In this assignment, you will use Catmull-Rom splines along with OpenGL core profile shader-based lighting and texture mapping to create a roller coaster simulation. You will implement two shaders: one for texture mapping (to render the ground), and one for Phong shading (to render the roller coaster rail). The simulation will run in a first-person view, allowing the user to "ride" the coaster in an immersive environment. As with the previous assignment, you will create an interesting animation after finishing the program itself. This time, the objective of your animation is to show off both your coaster and the features of your program.
Now that the first programming assignment has familiarized you with working in OpenGL, this assignment asks you to utilize some more interesting features of the library in the design of a more significant and more entertaining application. This assignment teaches you how to use multiple shaders in a scene simultaneously. This is a very practical skill; as most scenes in real applications use more than one shader.
After completing this assignment, you should have a solid understanding of:
This assignment should be challenging, at least as much as the first assignment and likely more. However, it should also be a lot of fun! Please start early.
In order to create the track for your roller coaster, you'll need to render a spline sequence which represents the entire length of your track. In order to do so, you will need to implement a function that takes four control points (p0 through p3) and a floating point value (u) from 0 to 1, and computes the corresponding position on the spline segment defined by these four control points. Drawing a single spline from four control points isn't that exciting--you'll need to use several control points in sequence and draw spline segments along them, starting from the first four points and proceeding until you draw the final spline for the last four points. This will allow you to represent a long, elaborate curve for your coaster.
We'll be using Catmull-Rom splines for the representation of your coaster. These were defined along with their geometric constraints in lecture, so please see the corresponding slides for information.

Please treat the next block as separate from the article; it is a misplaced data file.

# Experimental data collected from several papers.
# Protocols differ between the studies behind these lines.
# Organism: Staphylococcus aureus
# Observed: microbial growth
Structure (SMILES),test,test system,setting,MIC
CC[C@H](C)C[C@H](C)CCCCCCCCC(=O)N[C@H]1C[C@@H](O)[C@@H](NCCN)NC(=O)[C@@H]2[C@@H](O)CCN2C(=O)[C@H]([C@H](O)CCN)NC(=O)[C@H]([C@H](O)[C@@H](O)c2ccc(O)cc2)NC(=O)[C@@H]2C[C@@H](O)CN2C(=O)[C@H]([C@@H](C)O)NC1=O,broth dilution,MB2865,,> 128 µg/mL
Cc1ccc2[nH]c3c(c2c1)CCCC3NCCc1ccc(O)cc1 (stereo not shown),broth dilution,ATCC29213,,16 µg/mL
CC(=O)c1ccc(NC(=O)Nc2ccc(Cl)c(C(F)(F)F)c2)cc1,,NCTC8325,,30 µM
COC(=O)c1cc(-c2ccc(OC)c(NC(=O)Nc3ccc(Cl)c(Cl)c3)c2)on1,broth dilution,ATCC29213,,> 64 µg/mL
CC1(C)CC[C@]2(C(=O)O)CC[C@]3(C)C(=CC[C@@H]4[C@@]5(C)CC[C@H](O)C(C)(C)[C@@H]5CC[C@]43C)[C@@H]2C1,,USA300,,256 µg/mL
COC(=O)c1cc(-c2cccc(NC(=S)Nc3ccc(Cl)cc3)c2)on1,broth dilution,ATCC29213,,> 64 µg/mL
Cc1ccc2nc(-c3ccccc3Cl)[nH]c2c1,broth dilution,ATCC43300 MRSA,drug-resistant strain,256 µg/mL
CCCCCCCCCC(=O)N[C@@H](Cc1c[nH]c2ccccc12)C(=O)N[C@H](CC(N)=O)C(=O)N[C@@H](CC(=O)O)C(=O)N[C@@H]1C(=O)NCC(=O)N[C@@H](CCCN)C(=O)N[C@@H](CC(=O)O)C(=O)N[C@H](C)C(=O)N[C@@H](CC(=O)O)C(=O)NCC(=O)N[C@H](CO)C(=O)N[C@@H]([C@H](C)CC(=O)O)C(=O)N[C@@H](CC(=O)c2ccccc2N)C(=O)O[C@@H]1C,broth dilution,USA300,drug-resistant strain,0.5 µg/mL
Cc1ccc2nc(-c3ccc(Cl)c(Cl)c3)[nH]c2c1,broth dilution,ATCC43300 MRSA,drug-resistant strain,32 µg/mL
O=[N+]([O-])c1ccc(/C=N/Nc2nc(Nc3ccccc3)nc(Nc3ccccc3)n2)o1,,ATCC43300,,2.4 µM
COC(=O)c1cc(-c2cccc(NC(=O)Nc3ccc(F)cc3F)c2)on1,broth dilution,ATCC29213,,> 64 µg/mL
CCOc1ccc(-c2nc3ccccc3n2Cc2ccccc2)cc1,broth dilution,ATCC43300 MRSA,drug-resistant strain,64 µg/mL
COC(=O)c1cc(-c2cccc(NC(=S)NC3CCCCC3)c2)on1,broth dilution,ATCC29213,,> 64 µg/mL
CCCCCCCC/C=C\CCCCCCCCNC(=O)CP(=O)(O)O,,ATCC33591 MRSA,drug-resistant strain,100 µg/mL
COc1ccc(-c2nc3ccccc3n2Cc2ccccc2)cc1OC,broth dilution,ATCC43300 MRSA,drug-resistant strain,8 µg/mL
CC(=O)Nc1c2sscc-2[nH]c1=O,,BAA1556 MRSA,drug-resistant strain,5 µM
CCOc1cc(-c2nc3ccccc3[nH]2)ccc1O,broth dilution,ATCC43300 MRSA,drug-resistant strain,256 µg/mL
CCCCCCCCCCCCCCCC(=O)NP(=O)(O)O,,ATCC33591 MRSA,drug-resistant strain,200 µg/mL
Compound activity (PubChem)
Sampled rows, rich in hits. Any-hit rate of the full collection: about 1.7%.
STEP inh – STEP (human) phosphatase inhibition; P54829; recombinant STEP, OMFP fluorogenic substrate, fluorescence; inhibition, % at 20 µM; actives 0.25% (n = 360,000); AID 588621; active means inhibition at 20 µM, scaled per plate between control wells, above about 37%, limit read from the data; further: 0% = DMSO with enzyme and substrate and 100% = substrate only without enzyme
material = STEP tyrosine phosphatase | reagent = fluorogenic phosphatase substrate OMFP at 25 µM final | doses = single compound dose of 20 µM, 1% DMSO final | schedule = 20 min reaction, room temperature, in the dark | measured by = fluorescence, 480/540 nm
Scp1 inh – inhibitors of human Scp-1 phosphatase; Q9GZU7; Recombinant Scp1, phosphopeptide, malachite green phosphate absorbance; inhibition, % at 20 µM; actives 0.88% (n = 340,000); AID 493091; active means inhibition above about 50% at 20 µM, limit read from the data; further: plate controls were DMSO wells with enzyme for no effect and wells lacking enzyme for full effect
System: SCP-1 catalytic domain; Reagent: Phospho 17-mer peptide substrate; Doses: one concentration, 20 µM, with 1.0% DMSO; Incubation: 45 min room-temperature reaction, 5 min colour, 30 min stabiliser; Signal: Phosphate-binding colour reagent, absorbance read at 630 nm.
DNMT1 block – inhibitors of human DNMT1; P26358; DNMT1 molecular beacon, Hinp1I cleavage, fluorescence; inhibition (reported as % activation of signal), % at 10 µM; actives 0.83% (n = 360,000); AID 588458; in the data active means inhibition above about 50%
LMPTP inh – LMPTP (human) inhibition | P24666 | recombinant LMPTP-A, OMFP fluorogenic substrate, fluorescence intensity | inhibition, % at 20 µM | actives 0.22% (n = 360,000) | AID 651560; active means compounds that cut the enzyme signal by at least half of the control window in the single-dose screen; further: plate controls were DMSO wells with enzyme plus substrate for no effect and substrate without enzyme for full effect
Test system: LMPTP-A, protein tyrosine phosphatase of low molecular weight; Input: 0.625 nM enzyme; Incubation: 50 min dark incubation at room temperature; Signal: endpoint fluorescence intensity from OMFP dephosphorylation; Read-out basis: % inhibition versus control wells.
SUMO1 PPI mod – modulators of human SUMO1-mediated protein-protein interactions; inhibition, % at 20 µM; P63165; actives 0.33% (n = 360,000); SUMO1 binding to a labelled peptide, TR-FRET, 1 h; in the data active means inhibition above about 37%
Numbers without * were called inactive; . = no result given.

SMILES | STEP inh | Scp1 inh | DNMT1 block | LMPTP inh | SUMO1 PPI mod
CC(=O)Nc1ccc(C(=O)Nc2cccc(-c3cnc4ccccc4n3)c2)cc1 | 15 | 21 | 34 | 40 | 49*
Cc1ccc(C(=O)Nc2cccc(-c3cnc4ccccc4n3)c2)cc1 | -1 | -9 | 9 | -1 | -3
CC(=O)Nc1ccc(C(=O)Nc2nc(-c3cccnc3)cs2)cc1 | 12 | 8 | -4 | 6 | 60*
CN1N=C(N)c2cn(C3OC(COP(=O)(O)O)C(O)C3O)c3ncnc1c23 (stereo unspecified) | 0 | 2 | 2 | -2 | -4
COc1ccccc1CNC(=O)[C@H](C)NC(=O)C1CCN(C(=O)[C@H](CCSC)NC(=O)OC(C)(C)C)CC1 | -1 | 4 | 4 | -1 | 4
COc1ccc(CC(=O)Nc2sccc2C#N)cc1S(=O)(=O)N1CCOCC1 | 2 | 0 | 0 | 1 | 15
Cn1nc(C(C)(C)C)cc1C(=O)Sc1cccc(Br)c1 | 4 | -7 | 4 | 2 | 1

Level 0 (starter code): You can find the starter code and supplementary files here. You should unzip the starter code into a new folder. Then, copy your hw1 solution into this folder. Then, merge the starter code in hw2-starter.cpp into hw1.cpp. Do not worry about using the "hw1.cpp" filename even in hw2. Similarly, it is OK to use Visual Studio project/solution names that involve "hw1". Feel free to rename the main file, say, to hw2.cpp, but this is not required.
Level 1 (spline): First, please implement your spline function and draw some splines to the screen. In order to do this, use the same shader and setup as in hw1. We call this shader the "hw1 shader". Sometimes, we will also refer to it as the "milestone shader". A point on a single Catmull-Rom spline segment is given by:
p(u) = [u^3 u^2 u 1] M C, (1)
where M is the Catmull-Rom spline basis matrix, C is the control matrix, and parameter u varies on the interval [0,1]. The exact forms for M and C are given in the lecture notes. You may use s=1/2.
Please consult the spline lecture notes (slide "How to Draw Spline Curves") for how to render a spline. You may use the simplest, "brute-force" method where you vary the parameter u by some fixed value, for example 0.001. Insert each value of u into equation (1) (above), to obtain the point location p(u). For example: u = 0.0, 0.001, 0.002, ..., 0.999, 1.0. Then, connect consecutive points with lines, for example, by using GL_LINES. Note that in order to see the spline, you must setup your OpenGL camera. For a start, you can just use a stationary camera, similar to the first assignment (we recommend using OpenGLMatrix::Perspective). You may use the keyboard/mouse to view the scene from different angles, or zoom in and out, just like in the first assignment. We provide a set of "track" files containing control points to define some simple splines, and starter code to read in a sequence of these files and convert them to sequences of control points that you can use. You can safely assume that each spline file (i.e. splines/*.sp) has at least 4 control points. You are encouraged to experiment with .sp files, creating your own spline files as needed for your personalized solution (well-documented creativity will be awarded).
Level 2 (the ride): Now, implement the ability to ride the coaster. You can do so by moving your camera at a constant speed (in u) along the spline (creating physically realistic motion is extra credit). Properly orienting your camera is a challenging problem! You'll want to have your camera facing "forward" (along the tangent to your spline) as it moves. The tangent vector can be computed by differentiating equation (1) with respect to u, that is: t(u) = p'(u) = [3u^2 2u 1 0] M C. Note that you need to normalize this vector to obtain a unit length tangent. Also, you need to make the "up" vector of your camera follow some continuous path of normals to the spline. A cheap method to decide your up vector is to always set it equal to the normal of your ground plane--however, this is very unrealistic for many splines. Another method is described here. Use the milestone shader for rendering.